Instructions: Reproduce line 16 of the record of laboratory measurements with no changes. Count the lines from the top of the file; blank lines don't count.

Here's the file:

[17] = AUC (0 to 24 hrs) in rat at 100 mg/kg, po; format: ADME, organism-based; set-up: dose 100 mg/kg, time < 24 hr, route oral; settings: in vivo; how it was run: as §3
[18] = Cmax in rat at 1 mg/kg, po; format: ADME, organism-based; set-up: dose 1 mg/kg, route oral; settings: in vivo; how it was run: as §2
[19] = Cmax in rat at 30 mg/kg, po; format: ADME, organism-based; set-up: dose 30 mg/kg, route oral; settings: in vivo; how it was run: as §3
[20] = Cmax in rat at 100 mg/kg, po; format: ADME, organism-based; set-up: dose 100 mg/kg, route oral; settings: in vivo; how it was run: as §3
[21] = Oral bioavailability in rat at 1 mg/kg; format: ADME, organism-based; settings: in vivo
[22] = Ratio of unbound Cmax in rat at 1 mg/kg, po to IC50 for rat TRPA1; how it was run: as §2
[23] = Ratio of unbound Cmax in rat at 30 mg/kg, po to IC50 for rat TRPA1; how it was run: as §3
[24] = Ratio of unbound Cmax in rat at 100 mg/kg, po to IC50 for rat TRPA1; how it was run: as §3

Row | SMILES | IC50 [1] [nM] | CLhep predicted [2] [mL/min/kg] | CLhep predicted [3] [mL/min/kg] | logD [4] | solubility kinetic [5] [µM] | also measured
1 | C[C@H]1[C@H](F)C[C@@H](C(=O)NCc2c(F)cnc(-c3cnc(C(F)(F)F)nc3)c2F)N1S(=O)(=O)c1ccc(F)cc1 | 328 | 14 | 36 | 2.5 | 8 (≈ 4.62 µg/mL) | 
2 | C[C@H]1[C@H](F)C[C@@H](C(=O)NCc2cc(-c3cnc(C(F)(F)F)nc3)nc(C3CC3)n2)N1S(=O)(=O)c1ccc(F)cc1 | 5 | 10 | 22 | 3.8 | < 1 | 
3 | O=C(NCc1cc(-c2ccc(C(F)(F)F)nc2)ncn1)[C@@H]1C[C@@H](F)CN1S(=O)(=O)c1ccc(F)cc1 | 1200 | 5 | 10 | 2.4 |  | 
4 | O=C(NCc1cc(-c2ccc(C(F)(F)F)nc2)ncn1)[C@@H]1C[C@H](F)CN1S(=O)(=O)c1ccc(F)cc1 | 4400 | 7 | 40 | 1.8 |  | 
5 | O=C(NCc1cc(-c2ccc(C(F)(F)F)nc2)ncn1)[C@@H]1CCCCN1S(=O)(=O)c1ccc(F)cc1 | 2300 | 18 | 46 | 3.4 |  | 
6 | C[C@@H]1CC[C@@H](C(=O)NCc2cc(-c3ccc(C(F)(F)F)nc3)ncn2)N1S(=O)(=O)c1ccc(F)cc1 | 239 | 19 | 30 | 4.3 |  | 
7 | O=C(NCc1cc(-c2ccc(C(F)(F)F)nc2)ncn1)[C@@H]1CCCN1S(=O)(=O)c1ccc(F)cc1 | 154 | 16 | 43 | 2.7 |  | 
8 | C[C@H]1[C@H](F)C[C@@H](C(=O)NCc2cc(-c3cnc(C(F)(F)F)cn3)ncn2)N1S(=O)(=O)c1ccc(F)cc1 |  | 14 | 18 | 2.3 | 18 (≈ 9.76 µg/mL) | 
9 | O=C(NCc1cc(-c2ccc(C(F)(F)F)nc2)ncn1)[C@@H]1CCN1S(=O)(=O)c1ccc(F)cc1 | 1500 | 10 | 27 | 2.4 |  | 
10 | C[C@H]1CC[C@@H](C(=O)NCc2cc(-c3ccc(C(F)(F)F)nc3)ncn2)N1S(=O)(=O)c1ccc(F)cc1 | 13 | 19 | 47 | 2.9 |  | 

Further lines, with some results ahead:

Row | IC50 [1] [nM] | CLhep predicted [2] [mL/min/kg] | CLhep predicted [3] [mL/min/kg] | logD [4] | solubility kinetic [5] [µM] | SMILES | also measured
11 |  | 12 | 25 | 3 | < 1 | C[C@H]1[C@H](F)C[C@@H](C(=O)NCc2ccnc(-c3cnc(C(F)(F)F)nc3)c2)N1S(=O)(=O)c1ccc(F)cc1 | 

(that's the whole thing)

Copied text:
7 | O=C(NCc1cc(-c2ccc(C(F)(F)F)nc2)ncn1)[C@@H]1CCCN1S(=O)(=O)c1ccc(F)cc1 | 154 | 16 | 43 | 2.7 |  | 